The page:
smile which I am afraid was very doleful.
After tea we discussed the plans for the
morrow, and, like all country people, consulted
the barometer as to the weather. Tom's father
said we should have hard weather. There were
evergreens to be got in, rabbits to be ferreted,
the rooms to be decorated, and full of strange
fancies I went to bed and slept, for the first
time, in a country house.
With a very pleasant sense of dreaminess I
listened in the night to the strange music that
came through the midnight air, for they kept up
the old custom of the waits at Leighthorpe, and
Leighthorpe waits paid especial attention to
Grassbrooke, and their old-world music could be
heard on many
A winter's night
When the soundless earth is muffled."

As the last strain of the music died off, I fell
asleep again until Tom roused me in the morning.







Grassbrooke Grange. 23

A great basin of milk and bread waited for
me in the big kitchen, where the family break-
fasted by the side of the blazing hearth, fed with
"kids," as the f..i ..-.t were called; and then
we started for the warren, with the terriers and
ferrets under the charge of old Jack Blackburn,
who was a sort of odd man about the farm.
The ferrets were an object of terror to me,
though old Jack handled them so fondly as he
muzzled them and tied the long cord round
their necks, preparatory to sending them into
the rabbit burrows. I watched all with great
curiosity, and when the preparations were com-
pleted, Tom and Toby were placed at one hole,
and Jack netted two or three "runs," which I
thought was hardly giving the conies a chance.
I was placed in charge of Snap at the lower part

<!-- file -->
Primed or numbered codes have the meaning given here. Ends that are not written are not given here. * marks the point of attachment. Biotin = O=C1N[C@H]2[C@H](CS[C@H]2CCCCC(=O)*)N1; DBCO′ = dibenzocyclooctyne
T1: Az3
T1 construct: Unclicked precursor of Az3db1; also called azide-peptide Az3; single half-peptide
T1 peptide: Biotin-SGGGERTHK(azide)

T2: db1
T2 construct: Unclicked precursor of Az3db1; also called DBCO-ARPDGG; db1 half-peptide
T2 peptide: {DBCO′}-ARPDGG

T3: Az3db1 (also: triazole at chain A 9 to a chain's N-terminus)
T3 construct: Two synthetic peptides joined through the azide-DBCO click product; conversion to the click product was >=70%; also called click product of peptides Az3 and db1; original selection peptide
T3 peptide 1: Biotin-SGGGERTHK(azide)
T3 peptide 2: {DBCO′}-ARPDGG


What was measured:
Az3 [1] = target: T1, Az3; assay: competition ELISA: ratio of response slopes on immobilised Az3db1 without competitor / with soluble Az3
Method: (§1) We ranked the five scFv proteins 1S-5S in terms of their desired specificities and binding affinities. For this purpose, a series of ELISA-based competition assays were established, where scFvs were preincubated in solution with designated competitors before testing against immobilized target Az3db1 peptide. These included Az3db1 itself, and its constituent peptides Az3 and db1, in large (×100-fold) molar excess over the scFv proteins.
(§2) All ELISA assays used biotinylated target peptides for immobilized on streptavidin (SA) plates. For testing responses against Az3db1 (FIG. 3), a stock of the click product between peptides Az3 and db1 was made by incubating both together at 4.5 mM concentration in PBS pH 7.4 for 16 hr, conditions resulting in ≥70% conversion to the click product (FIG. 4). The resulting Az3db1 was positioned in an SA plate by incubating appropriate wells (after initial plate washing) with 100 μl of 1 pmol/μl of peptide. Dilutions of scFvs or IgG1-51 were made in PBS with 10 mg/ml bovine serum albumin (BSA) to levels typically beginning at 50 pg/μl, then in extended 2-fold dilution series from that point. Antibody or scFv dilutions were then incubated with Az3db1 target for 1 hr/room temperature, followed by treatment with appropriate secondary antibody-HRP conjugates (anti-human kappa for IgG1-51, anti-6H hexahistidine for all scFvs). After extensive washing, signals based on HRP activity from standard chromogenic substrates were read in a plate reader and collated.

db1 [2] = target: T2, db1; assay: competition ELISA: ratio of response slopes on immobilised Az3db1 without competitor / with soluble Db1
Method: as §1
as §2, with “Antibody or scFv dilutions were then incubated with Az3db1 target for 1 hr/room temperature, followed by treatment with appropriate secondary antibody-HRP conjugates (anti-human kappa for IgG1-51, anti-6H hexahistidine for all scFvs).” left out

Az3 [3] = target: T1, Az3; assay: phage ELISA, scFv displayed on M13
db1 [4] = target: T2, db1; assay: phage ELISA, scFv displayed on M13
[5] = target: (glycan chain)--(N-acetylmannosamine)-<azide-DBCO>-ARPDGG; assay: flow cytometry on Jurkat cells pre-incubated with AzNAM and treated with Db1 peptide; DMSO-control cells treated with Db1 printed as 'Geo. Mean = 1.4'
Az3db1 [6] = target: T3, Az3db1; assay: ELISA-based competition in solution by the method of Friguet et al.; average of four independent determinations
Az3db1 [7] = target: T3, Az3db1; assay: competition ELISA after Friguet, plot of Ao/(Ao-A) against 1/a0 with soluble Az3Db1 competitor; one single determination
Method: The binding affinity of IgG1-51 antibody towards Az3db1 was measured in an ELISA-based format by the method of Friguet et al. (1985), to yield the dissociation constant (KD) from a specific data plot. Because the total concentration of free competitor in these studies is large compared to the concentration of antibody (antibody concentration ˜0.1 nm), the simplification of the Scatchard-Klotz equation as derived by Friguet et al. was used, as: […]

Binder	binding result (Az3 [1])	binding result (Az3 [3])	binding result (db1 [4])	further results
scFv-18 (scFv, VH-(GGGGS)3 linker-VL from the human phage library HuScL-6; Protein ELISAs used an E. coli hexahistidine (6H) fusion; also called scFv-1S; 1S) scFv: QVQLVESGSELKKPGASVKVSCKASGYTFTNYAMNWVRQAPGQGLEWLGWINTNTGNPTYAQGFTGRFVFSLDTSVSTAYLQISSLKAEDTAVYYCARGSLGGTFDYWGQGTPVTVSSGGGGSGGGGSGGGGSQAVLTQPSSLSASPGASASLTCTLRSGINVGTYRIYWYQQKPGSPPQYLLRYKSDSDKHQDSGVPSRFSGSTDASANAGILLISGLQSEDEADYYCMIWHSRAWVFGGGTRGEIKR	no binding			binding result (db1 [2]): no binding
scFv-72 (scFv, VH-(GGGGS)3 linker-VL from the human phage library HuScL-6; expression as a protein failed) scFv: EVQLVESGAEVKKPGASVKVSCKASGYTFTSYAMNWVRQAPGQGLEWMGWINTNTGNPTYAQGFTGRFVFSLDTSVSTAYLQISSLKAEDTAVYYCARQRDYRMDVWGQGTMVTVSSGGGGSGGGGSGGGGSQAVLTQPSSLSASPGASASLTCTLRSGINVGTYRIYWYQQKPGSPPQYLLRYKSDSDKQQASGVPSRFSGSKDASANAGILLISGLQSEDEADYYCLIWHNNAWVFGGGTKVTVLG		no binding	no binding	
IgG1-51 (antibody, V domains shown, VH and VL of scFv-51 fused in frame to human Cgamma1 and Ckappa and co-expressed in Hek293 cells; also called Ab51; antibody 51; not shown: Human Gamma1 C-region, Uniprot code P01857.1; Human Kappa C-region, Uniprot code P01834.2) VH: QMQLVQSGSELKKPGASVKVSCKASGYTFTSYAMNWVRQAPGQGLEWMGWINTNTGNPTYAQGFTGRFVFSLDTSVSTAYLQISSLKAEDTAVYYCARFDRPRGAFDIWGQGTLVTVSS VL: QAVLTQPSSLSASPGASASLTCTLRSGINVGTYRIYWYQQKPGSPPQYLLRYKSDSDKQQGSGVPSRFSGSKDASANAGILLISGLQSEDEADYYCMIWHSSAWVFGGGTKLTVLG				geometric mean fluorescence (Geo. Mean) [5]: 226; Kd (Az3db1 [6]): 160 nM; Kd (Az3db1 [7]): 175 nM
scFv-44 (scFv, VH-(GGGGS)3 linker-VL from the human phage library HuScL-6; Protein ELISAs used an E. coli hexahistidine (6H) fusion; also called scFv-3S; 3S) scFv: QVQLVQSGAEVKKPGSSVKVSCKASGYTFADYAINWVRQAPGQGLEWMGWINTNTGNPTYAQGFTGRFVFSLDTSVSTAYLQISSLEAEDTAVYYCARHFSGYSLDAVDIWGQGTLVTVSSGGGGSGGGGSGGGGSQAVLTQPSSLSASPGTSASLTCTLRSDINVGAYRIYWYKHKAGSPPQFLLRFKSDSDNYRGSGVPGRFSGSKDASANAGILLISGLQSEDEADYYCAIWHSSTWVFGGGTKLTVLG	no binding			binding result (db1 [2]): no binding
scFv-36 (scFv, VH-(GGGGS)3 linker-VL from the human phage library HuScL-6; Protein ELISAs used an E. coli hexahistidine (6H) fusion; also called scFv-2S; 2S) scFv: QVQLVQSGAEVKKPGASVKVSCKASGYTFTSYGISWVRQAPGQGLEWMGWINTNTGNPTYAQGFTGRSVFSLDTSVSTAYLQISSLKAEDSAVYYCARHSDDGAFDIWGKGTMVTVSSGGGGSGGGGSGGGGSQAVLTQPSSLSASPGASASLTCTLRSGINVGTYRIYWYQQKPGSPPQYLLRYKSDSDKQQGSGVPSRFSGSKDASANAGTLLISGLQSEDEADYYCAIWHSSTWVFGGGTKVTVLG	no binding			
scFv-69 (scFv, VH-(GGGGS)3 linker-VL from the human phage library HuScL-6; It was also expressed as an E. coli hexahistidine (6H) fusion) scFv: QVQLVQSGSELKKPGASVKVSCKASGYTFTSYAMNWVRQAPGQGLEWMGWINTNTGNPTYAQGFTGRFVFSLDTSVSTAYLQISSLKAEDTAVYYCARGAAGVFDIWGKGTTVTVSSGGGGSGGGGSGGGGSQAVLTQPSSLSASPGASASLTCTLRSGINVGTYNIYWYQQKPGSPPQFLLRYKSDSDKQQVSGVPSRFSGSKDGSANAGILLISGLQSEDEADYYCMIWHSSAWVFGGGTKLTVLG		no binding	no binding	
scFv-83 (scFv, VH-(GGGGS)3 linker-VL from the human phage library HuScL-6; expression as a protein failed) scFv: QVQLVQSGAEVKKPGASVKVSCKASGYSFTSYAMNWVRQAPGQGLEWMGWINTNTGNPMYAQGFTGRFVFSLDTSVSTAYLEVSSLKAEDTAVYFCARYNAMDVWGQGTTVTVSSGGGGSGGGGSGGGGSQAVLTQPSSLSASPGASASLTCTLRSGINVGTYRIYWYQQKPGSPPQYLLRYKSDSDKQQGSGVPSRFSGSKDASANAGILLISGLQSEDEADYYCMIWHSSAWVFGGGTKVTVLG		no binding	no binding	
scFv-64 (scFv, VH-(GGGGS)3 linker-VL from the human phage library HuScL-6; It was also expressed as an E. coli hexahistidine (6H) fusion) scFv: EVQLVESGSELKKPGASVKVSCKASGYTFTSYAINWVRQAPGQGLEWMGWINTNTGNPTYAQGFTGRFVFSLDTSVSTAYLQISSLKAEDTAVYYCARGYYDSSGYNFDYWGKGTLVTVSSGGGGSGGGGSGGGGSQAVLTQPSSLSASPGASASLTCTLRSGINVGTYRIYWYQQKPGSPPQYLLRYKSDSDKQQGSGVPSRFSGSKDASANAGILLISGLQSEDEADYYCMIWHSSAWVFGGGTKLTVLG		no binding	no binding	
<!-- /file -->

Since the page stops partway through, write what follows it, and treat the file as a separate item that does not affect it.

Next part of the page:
of the bank. In went the ferrets, dragging the
cords after them. I was all expectation, when
suddenly I heard a little scuffling, and Snap
darted after a rabbit. Tom caught another as







24 Grassbrooke Grange.

it came from the hole, and in about an hour
we had caught nearly a dozen couple, and had
disturbed half the warren. These will last
mother," said Tom, "till Boxing-day. Let us
go and help the girls." So we left Jack to
bring up the rabbits and ferrets.
As we passed through the spinney, I could
not help noticing the bright mosses that spread
their velvety carpet over the roots of the trees.
Leigh Hunt tells us that their brilliancy arises
from their imprisoning the sun's rays. Though
it is mid-winter Nature is not dead. The stems
of the trees are covered with a variety of beau-
tiful lichens and mosses of elegant shapes and
colours. Tom said that if I cared to know the
names and all about them, Aunt Mary was the
one to tell me; and I subsequently learnt from
her the many uses they had in the economy of
the universe. The little wren hopped about,
and we could hear the merry chirp of the red-
breast as we went home. The gardener was








Grassbrooke Grange. 25

clipping the evergreen bushes, and in the kitchen
a large quantity of holly and not a little mistle-
toe was gathered, and Cissy was busily engaged
in decorating the chimneypiece and the win-
dow-panes, whilst Nancy and Polly were making
the "kissing-bushes" amidst roars of laughter.
We were set to work to make wreaths, and soon
the old hall looked gay.
Aunt Mary and Mrs. Elton were busy with
the mince-pies and the plum-puddings. They
were to begin to boil the big pudding that very